c. 1200, "toward the rear," a contraction of Old English on bæc "backward, behind, at or on the back;" see see a- (1) + back (n.). Now surviving mainly in taken aback, which originally was a nautical expression in reference to a vessel's square sails when a sudden change of wind flattens them back against the masts and stops the forward motion (1754). The figurative sense from this, "suddenly or unexpectedly checked or disappointed," is by 1792.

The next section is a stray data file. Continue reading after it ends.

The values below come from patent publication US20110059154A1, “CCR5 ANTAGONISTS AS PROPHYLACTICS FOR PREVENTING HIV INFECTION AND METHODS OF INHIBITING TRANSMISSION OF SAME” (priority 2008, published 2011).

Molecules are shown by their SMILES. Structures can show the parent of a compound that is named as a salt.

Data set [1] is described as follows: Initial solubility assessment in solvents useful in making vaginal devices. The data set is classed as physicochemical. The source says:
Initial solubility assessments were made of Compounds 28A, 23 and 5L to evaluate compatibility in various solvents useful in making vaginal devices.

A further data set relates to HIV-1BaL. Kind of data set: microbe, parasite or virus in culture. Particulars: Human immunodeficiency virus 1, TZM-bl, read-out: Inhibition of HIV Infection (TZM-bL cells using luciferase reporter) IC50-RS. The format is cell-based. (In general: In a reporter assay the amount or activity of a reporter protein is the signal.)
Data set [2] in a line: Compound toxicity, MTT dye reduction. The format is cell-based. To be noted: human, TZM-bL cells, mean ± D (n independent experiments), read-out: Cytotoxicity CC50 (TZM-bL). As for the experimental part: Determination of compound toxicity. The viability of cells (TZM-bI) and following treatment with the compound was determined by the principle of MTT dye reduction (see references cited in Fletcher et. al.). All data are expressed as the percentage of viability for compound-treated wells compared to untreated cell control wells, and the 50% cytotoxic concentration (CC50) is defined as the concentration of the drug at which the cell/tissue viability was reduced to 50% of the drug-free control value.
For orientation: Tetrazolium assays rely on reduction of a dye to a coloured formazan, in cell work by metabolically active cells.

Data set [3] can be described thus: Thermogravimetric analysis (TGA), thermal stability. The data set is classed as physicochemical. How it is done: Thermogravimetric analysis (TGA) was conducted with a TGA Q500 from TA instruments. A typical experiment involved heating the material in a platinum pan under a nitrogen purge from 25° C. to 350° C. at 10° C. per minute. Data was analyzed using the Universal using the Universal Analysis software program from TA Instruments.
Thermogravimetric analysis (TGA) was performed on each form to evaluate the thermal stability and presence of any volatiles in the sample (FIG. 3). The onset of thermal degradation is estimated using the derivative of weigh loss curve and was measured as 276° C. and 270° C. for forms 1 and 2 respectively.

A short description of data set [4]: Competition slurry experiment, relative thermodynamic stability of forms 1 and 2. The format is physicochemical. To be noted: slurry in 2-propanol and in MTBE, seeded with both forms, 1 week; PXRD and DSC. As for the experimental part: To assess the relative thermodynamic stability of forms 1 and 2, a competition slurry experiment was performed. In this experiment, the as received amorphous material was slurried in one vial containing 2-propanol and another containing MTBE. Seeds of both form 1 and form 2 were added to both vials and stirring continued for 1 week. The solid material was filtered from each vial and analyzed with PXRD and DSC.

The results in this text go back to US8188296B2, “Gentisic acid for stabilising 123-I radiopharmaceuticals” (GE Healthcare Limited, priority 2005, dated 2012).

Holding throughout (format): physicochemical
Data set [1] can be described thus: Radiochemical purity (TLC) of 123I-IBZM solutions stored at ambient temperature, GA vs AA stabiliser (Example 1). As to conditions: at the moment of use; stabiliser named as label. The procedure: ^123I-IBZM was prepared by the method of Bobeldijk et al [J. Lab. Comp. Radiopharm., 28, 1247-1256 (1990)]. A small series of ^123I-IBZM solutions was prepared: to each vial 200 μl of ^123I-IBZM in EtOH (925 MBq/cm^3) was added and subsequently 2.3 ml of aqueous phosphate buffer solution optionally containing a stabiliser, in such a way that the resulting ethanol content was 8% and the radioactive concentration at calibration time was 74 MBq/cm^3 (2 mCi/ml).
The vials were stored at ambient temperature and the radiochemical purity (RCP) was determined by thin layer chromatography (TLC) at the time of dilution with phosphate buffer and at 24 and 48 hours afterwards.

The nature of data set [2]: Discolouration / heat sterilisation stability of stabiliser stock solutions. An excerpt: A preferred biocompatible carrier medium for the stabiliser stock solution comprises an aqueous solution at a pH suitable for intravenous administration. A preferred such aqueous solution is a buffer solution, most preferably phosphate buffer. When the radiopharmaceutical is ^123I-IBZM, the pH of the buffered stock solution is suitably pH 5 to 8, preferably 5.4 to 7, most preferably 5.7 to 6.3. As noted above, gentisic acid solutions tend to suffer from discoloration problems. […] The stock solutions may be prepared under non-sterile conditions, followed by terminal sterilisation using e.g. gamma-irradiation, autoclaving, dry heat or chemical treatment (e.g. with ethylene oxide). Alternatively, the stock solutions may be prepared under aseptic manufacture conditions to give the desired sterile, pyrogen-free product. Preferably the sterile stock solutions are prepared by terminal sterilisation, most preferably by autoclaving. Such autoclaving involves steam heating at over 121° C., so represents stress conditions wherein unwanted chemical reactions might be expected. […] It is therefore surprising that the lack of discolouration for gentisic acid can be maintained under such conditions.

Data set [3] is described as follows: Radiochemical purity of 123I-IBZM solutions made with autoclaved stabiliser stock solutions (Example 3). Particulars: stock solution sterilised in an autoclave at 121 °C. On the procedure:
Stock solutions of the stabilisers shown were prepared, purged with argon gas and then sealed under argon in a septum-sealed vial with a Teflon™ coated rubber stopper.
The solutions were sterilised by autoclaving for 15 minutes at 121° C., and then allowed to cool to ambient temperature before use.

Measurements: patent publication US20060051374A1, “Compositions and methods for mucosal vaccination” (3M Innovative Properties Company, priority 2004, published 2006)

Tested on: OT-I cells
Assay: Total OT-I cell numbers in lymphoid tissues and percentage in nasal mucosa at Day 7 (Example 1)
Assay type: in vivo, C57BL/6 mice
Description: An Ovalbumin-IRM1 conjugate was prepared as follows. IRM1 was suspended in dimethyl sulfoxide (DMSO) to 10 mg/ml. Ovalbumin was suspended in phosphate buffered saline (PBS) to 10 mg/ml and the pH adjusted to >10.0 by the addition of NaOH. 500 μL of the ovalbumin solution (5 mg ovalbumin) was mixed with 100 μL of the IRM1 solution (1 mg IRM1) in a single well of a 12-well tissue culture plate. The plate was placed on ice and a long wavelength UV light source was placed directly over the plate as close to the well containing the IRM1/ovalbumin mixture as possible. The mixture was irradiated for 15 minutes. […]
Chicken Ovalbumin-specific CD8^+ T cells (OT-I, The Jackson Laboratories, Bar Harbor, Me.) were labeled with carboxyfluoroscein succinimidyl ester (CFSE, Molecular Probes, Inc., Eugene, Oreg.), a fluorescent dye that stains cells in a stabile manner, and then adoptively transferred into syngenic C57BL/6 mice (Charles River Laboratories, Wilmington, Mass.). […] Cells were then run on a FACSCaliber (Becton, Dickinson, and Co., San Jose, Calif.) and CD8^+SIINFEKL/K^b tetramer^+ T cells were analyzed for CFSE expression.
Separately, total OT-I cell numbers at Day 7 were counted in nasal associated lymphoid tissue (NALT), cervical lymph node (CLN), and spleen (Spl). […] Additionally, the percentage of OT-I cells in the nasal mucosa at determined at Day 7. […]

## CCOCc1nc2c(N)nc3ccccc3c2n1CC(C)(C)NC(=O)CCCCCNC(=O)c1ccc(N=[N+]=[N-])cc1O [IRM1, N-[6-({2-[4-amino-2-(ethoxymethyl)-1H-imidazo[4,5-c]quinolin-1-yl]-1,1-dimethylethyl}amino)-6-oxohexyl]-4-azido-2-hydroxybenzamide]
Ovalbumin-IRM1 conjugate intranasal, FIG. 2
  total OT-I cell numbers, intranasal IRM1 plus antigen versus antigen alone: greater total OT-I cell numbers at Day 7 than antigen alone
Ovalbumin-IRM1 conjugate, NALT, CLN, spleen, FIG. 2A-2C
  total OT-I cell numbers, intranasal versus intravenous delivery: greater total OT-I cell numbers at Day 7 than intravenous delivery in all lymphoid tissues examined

ab urbe condita
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